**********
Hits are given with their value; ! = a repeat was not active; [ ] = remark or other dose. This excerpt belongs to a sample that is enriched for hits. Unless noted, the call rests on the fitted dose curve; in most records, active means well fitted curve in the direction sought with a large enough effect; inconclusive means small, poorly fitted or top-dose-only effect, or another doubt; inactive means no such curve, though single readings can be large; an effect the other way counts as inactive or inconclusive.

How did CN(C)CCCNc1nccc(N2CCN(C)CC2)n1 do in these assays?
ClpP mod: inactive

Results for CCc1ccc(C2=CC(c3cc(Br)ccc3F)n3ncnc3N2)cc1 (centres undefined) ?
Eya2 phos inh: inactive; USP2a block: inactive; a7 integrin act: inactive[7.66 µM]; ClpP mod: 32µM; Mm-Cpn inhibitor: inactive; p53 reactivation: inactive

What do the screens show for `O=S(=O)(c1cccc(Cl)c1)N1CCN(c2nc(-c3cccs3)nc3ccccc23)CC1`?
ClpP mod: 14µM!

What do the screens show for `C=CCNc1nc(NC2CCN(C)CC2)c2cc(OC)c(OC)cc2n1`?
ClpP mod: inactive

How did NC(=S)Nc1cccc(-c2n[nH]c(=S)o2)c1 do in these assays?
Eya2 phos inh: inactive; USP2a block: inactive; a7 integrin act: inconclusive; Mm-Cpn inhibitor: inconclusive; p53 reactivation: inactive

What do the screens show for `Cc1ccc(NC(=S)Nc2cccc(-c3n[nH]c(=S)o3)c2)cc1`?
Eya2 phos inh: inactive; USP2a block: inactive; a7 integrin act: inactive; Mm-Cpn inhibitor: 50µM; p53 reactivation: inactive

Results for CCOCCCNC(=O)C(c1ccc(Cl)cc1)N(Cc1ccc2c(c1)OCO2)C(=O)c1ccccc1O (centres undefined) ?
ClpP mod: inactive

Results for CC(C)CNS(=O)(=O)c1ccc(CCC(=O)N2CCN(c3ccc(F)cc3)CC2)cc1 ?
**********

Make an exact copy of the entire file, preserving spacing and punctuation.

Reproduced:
Hits are given with their value; ! = a repeat was not active; [ ] = remark or other dose. This excerpt belongs to a sample that is enriched for hits. Unless noted, the call rests on the fitted dose curve; in most records, active means well fitted curve in the direction sought with a large enough effect; inconclusive means small, poorly fitted or top-dose-only effect, or another doubt; inactive means no such curve, though single readings can be large; an effect the other way counts as inactive or inconclusive.

How did CN(C)CCCNc1nccc(N2CCN(C)CC2)n1 do in these assays?
ClpP mod: inactive

Results for CCc1ccc(C2=CC(c3cc(Br)ccc3F)n3ncnc3N2)cc1 (centres undefined) ?
Eya2 phos inh: inactive; USP2a block: inactive; a7 integrin act: inactive[7.66 µM]; ClpP mod: 32µM; Mm-Cpn inhibitor: inactive; p53 reactivation: inactive

What do the screens show for `O=S(=O)(c1cccc(Cl)c1)N1CCN(c2nc(-c3cccs3)nc3ccccc23)CC1`?
ClpP mod: 14µM!

What do the screens show for `C=CCNc1nc(NC2CCN(C)CC2)c2cc(OC)c(OC)cc2n1`?
ClpP mod: inactive

How did NC(=S)Nc1cccc(-c2n[nH]c(=S)o2)c1 do in these assays?
Eya2 phos inh: inactive; USP2a block: inactive; a7 integrin act: inconclusive; Mm-Cpn inhibitor: inconclusive; p53 reactivation: inactive

What do the screens show for `Cc1ccc(NC(=S)Nc2cccc(-c3n[nH]c(=S)o3)c2)cc1`?
Eya2 phos inh: inactive; USP2a block: inactive; a7 integrin act: inactive; Mm-Cpn inhibitor: 50µM; p53 reactivation: inactive

Results for CCOCCCNC(=O)C(c1ccc(Cl)cc1)N(Cc1ccc2c(c1)OCO2)C(=O)c1ccccc1O (centres undefined) ?
ClpP mod: inactive

Results for CC(C)CNS(=O)(=O)c1ccc(CCC(=O)N2CCN(c3ccc(F)cc3)CC2)cc1 ?